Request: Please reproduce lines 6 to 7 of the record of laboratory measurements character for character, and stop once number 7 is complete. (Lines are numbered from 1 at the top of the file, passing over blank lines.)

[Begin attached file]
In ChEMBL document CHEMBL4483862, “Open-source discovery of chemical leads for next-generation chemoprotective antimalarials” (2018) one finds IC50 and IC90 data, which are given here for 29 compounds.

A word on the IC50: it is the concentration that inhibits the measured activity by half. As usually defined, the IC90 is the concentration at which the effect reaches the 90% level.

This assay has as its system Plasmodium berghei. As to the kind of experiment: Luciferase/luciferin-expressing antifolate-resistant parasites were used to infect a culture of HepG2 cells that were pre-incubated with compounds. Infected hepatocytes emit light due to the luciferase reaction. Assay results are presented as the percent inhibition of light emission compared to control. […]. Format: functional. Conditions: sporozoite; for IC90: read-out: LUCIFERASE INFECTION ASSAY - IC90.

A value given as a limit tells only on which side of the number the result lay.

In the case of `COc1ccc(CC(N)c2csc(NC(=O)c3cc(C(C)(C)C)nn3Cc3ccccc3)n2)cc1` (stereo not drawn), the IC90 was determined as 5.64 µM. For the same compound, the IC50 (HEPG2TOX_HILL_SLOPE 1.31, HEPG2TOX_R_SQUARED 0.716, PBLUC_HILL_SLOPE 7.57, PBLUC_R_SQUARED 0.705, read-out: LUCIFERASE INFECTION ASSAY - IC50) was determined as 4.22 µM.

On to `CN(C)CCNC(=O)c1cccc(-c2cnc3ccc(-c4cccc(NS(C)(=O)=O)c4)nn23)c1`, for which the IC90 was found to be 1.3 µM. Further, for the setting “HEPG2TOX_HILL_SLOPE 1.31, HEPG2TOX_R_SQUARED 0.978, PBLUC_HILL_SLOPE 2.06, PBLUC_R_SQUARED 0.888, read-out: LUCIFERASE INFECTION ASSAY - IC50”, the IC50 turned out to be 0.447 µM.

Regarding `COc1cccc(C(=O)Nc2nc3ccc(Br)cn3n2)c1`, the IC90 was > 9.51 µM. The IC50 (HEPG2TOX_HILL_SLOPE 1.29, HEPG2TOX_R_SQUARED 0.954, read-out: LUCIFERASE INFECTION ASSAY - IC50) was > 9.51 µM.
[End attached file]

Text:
On to `CN(C)CCNC(=O)c1cccc(-c2cnc3ccc(-c4cccc(NS(C)(=O)=O)c4)nn23)c1`, for which the IC90 was found to be 1.3 µM. Further, for the setting “HEPG2TOX_HILL_SLOPE 1.31, HEPG2TOX_R_SQUARED 0.978, PBLUC_HILL_SLOPE 2.06, PBLUC_R_SQUARED 0.888, read-out: LUCIFERASE INFECTION ASSAY - IC50”, the IC50 turned out to be 0.447 µM.

Regarding `COc1cccc(C(=O)Nc2nc3ccc(Br)cn3n2)c1`, the IC90 was > 9.51 µM. The IC50 (HEPG2TOX_HILL_SLOPE 1.29, HEPG2TOX_R_SQUARED 0.954, read-out: LUCIFERASE INFECTION ASSAY - IC50) was > 9.51 µM.